How Does Depression Affect Mental Health

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Yes, it is true that depression can affect one’s physical health. Sadly, the stigma attached to mental illness remains: These negative stereotypes affect individuals with mental health conditions because they may forego treatment, which could eventually lead to physical health issues.

Many times, a patient seeks depression treatment from his or her primary care physician. Patients may seek assistance from their doctor because of the stigma attached to seeing a mental health professional or due to limitations on his or her health insurance coverage.
Healthcare Professionals Need to Recognize and Address Depression

According to the results of a study that is published in the journal Health Affairs, doctors are not following up with patients
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For example, physicians taught patients about their conditions and reminded them about specific treatment plans; however, patients who had depression did not receive that level of care.

The study did find that one of the reasons primary care physicians neglected to provide depression care management involved issues related to insurance coverage; furthermore, time constraints also made providing depression care management challenging.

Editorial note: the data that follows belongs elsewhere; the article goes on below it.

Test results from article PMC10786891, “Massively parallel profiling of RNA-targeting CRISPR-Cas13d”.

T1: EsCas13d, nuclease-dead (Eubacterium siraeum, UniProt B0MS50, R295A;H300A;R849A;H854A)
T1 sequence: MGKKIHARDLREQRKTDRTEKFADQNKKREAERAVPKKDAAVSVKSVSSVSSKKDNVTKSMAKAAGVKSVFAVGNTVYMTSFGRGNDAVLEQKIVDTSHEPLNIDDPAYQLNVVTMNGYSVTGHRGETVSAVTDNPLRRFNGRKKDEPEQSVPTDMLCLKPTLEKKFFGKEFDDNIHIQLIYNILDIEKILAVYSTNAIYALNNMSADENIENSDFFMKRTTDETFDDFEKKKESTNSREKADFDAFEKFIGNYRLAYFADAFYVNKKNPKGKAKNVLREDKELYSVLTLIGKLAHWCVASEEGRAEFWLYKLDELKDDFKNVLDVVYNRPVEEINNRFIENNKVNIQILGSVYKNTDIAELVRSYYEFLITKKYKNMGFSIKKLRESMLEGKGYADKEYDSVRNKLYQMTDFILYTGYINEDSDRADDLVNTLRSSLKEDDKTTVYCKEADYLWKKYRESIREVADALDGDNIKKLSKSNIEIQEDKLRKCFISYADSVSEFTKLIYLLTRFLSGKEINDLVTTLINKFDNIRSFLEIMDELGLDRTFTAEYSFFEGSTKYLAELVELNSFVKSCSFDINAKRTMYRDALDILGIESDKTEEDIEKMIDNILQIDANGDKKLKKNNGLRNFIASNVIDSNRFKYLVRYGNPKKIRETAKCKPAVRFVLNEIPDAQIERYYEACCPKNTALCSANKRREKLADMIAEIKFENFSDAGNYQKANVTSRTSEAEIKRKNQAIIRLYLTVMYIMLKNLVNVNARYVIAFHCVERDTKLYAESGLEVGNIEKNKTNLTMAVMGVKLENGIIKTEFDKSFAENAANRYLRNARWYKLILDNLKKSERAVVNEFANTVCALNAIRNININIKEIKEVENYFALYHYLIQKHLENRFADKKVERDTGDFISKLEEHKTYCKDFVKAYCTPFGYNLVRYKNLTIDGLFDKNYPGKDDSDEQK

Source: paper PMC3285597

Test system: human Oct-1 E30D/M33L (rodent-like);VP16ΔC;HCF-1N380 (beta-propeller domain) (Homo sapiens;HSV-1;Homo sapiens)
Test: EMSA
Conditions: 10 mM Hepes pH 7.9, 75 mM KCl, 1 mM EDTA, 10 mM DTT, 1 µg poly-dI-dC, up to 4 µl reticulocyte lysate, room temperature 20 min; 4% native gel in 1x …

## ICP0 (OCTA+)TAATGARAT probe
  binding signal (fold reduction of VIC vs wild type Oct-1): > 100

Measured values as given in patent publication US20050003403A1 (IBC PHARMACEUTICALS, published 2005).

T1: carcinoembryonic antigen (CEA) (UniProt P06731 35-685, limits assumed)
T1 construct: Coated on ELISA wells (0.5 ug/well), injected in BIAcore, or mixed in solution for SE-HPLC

Sagar Parikh is the associate director of the University of Michigan Comprehensive Depression Center. Parikh states that depression recurs: When depression is there, it frequently lasts for months at a time. Depression must be actively managed with multiple treatments. While the majority of people can recover, they remain vulnerable to a relapse. For this reason, an individual needs to manage his or her depression through healthy lifestyle choices.

Parikh states that the body and the brain are connected, and treating mental health conditions reduces physical pain; furthermore, it can also have an impact on an individual’s physical health.
How Depression Affects One’s Physical
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According to Karina Davidson, who is a clinical psychologist in New York City, people who are diagnosed with major depression or individuals indicating that they are suffering with major depression following a heart attack face nearly twice the risk of having another heart attack; furthermore, these individuals are more likely to die prematurely.
Systematic Changes May Increase the Likelihood a Patient Will Seek Treatment for Mental Health Conditions

Adjusting the cultural attitude towards mental health conditions, including depression. Although a more accepting society will not magically cure mental illness, it could help with the management of depression. For example, no one would tell an individual with high blood pressure to ‘get over it.’ A physician would not expect a patient with cancer to manage his or her own condition. These illnesses, just like depression, require proper care and effective treatment to ensure the patient enjoys a fulfilling, health

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